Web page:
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When Younger Generations Outgrow Their Cultural Values

As a server came up to Fei Yi Long’s table with a cluster of small white bowls carefully portioned with shark fin soup, she was the only one at the table of family members who politely declined. Her aunties and uncles would incessantly say that she’s too much of a hippie, Fei Yi said.

“My family prides itself in serving the soup at banquets,” said Fei Yi. “If it weren’t for my mom’s persistence, I wouldn’t have had it served at my wedding.”

It’s apparent that shark fin soup has a whiff of controversy around it that highlights this generational divide between the younger eco-friendly generation and the more traditionally bound older generation.

Fei Yi, a 25-year-old nursing major at San Francisco State University, said that Chinese culture needs to adapt to the changing environment, especially with the decimated shark population. Her mother, Huayi, couldn’t disagree with her more.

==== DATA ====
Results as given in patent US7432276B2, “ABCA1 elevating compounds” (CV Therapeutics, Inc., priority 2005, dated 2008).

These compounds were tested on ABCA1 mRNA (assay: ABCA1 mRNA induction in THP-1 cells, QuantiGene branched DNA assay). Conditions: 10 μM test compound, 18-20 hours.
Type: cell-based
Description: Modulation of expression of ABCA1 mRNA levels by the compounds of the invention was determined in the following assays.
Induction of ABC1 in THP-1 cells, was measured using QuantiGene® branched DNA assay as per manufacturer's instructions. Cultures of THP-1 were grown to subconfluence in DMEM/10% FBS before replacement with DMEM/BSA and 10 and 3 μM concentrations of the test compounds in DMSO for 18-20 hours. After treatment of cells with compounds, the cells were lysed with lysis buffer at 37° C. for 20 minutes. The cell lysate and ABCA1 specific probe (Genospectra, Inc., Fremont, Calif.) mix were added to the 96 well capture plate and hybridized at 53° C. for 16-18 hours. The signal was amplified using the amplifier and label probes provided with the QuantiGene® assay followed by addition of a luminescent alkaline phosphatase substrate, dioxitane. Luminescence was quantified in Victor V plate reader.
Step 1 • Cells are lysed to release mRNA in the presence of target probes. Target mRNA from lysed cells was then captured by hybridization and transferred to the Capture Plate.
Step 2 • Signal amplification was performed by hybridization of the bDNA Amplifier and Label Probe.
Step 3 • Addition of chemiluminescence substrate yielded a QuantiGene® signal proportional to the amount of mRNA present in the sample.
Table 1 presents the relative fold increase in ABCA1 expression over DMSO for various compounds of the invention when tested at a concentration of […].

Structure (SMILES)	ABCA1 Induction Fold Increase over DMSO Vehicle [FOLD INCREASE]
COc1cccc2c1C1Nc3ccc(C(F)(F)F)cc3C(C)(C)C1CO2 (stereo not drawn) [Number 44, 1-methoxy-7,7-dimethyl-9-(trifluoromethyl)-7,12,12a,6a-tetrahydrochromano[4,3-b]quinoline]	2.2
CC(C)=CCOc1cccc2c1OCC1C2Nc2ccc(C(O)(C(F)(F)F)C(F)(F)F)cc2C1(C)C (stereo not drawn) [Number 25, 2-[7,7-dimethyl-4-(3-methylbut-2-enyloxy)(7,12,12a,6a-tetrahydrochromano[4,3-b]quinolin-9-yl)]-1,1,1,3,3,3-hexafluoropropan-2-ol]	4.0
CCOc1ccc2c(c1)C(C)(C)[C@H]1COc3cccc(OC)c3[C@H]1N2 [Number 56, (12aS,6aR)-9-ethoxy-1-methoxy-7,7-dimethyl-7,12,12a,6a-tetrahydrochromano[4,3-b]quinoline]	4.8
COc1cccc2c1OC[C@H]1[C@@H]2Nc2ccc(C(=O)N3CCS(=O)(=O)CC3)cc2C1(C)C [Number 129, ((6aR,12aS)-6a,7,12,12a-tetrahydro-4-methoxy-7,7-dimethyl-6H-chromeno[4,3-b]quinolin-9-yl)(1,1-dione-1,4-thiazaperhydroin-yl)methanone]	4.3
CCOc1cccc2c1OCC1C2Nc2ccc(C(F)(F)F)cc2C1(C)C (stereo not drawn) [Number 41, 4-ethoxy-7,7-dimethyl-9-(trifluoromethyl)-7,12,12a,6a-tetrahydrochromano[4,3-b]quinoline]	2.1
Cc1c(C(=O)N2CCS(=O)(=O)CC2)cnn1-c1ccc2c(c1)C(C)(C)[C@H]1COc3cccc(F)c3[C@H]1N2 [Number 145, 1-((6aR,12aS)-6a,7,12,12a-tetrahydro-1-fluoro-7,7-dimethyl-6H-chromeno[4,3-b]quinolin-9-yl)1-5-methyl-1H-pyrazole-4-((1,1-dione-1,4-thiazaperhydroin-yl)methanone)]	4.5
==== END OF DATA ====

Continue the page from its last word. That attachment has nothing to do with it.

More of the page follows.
“The soup isn’t just a soup,” Huayi said. “It’s the embodiment of these prized Chinese notions of hospitality, generosity and, of course, saving face.”

Fei Yi believes that the proposed ban on shark fin is an opportunity for the older Chinese community to become more eco-conscious and not be ashamed to lose face in becoming so.

“My mom’s all about pride and prestige, and shark fin soup is all about that,” Fei Yi said. “I explain the importance of the ecosystem to her and how it outweighs the mystical properties of one soup dish. But I’m like her, stubborn and all.”

Though Fei Yi was weaned on shark fin soup that was cooked by her mother for special occasions, she ate it strictly as a customary ritual. After she discovered the soup’s impact on the ecosystem, she stopped eating the soup altogether. Shark fin soup serves as nothing more than a shallow means to boost one’s self-worth, she said.

“We’re really only putting a $100 price tag on our pride when we serve the soup,” she said. “That sure doesn’t justify the millions of sharks dying slow, painful deaths.”


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